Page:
Stories about: Vaccines

Unencumbered by facts: what upsets me most about the anti-vaccine movement

Recently I watched a clip of Andrew Wakefield being interviewed on Good Morning America, and it gave me the chills.

Andrew Wakefield, if you haven’t heard of him, is the guy who pretty much singlehandedly scared thousands of parents away from the MMR vaccine with a study he published in the Lancet linking the vaccine with autism. The study has since been retracted, something journals almost never do, after it was discovered that data in it was falsified. Not only that, Wakefield lost his medical license.

But is he backing down? No way. On the contrary: he is suing the British Medical Journal (from Texas) for defamation. And he is still defending his findings. 

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Leaving health to luck?

Claire McCarthy, MD

Avoiding the chickenpox vaccine has been in the news recently, with the story of a company offering lollipops licked by kids with chickenpox as a way to give your child the illness. Some parents, apparently, would rather use those lollipops, or take their child to a chickenpox party to play with infected kids, than give their child the vaccine.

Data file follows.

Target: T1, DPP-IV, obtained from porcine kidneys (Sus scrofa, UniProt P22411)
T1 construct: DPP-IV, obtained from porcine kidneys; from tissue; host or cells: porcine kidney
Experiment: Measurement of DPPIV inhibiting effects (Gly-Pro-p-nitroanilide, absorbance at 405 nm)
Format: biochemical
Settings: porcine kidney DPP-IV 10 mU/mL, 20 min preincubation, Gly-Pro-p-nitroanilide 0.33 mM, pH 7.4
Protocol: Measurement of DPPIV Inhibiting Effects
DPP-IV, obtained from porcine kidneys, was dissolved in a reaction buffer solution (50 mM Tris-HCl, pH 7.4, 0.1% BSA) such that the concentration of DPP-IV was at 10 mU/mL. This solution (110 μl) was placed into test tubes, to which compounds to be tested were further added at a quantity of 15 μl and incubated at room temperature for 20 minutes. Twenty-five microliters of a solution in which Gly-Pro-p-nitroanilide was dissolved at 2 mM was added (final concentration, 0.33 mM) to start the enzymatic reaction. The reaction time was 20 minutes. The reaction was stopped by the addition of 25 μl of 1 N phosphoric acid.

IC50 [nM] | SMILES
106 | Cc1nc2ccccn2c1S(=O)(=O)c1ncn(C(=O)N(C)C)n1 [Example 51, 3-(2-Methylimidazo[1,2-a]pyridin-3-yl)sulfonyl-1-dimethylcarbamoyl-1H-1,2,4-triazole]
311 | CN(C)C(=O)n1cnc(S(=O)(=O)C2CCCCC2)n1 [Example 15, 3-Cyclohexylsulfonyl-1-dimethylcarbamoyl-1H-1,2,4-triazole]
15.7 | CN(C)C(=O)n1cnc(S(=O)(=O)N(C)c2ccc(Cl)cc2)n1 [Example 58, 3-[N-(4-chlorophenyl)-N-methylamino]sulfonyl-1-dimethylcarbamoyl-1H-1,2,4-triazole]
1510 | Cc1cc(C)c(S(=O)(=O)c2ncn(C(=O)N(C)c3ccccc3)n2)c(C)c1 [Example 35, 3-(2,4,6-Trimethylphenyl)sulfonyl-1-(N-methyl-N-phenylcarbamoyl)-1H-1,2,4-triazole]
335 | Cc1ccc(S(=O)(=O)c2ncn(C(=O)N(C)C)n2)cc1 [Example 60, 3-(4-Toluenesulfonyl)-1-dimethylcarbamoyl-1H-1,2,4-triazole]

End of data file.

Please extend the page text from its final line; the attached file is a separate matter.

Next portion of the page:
It got me thinking about my mother and her quest to give me chickenpox when I was a child.  She would have drawn the line at the lollipops (which is a ludicrous idea—not only is it incredibly unlikely to work, but who knows what other germs were in that kid’s mouth), but she would have taken me to the parties in a heartbeat. She did her own version: she took me to play with neighborhood kids when they got chickenpox.

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It's flu shot time, parents–know the facts

It’s flu shot time again.

Most of the time—and this makes me happy—parents are glad, even relieved, when I tell them that we have the flu shot and I’d like to give it to their child. But every year, there are some that aren’t so glad.

In fact, a study just released in the journal Pediatrics shows that of the 13% of parents who refuse or delay vaccines, it’s the flu shot that is most likely to worry them.

They get a particular look I’ve learned to recognize. It’s a skeptical, hesitant look. They pause for a moment, take a breath, and tell me they don’t want their child to have it.

I pause for a moment myself, take a breath, and ask them why.

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The end of summer means the start of flu season

Come on, folks, roll up your sleeves—and your kids’ sleeves, too. Summer’s officially over and it’s time for the flu shot.

Every year, I’m caught off guard by how many people don’t want to get a flu shot. There are lots of people who are happy to get them—anxious, even—but I’m always surprised by how much I end up being a flu shot salesman.

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